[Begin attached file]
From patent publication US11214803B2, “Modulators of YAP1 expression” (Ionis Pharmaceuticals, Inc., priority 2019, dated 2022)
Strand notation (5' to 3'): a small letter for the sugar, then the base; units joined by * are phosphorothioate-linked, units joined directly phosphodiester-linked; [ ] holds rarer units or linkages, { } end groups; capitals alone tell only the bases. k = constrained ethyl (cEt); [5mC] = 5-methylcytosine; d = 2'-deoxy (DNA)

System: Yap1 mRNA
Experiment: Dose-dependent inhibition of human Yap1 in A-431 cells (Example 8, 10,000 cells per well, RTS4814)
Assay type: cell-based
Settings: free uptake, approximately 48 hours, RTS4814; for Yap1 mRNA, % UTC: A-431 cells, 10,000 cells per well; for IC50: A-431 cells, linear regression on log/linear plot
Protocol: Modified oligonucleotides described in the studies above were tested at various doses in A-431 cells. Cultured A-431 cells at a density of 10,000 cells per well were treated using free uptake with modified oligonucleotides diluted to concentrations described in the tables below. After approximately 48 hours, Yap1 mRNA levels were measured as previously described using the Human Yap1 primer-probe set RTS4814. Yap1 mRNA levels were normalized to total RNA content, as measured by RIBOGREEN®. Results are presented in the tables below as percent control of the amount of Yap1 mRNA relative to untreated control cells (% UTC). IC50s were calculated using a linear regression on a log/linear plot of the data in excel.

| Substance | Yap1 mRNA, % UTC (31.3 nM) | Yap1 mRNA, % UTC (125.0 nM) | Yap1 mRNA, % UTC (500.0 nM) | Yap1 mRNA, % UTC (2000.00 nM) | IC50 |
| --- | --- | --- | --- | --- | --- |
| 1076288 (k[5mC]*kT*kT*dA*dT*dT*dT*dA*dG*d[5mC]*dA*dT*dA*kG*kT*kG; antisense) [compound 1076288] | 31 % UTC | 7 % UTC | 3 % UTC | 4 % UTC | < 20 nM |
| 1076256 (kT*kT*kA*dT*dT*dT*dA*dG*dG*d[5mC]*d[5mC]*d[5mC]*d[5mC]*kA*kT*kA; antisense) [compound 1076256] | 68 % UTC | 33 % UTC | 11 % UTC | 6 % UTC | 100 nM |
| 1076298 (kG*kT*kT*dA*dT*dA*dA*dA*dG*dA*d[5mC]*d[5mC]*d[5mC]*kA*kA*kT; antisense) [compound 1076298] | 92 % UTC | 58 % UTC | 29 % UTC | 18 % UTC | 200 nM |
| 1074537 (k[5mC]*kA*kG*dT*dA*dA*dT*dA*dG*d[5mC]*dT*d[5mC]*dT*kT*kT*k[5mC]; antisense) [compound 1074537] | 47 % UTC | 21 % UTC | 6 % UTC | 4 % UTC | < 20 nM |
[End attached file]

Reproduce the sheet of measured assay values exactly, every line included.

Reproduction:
From patent publication US11214803B2, “Modulators of YAP1 expression” (Ionis Pharmaceuticals, Inc., priority 2019, dated 2022)
Strand notation (5' to 3'): a small letter for the sugar, then the base; units joined by * are phosphorothioate-linked, units joined directly phosphodiester-linked; [ ] holds rarer units or linkages, { } end groups; capitals alone tell only the bases. k = constrained ethyl (cEt); [5mC] = 5-methylcytosine; d = 2'-deoxy (DNA)

System: Yap1 mRNA
Experiment: Dose-dependent inhibition of human Yap1 in A-431 cells (Example 8, 10,000 cells per well, RTS4814)
Assay type: cell-based
Settings: free uptake, approximately 48 hours, RTS4814; for Yap1 mRNA, % UTC: A-431 cells, 10,000 cells per well; for IC50: A-431 cells, linear regression on log/linear plot
Protocol: Modified oligonucleotides described in the studies above were tested at various doses in A-431 cells. Cultured A-431 cells at a density of 10,000 cells per well were treated using free uptake with modified oligonucleotides diluted to concentrations described in the tables below. After approximately 48 hours, Yap1 mRNA levels were measured as previously described using the Human Yap1 primer-probe set RTS4814. Yap1 mRNA levels were normalized to total RNA content, as measured by RIBOGREEN®. Results are presented in the tables below as percent control of the amount of Yap1 mRNA relative to untreated control cells (% UTC). IC50s were calculated using a linear regression on a log/linear plot of the data in excel.

| Substance | Yap1 mRNA, % UTC (31.3 nM) | Yap1 mRNA, % UTC (125.0 nM) | Yap1 mRNA, % UTC (500.0 nM) | Yap1 mRNA, % UTC (2000.00 nM) | IC50 |
| --- | --- | --- | --- | --- | --- |
| 1076288 (k[5mC]*kT*kT*dA*dT*dT*dT*dA*dG*d[5mC]*dA*dT*dA*kG*kT*kG; antisense) [compound 1076288] | 31 % UTC | 7 % UTC | 3 % UTC | 4 % UTC | < 20 nM |
| 1076256 (kT*kT*kA*dT*dT*dT*dA*dG*dG*d[5mC]*d[5mC]*d[5mC]*d[5mC]*kA*kT*kA; antisense) [compound 1076256] | 68 % UTC | 33 % UTC | 11 % UTC | 6 % UTC | 100 nM |
| 1076298 (kG*kT*kT*dA*dT*dA*dA*dA*dG*dA*d[5mC]*d[5mC]*d[5mC]*kA*kA*kT; antisense) [compound 1076298] | 92 % UTC | 58 % UTC | 29 % UTC | 18 % UTC | 200 nM |
| 1074537 (k[5mC]*kA*kG*dT*dA*dA*dT*dA*dG*d[5mC]*dT*d[5mC]*dT*kT*kT*k[5mC]; antisense) [compound 1074537] | 47 % UTC | 21 % UTC | 6 % UTC | 4 % UTC | < 20 nM |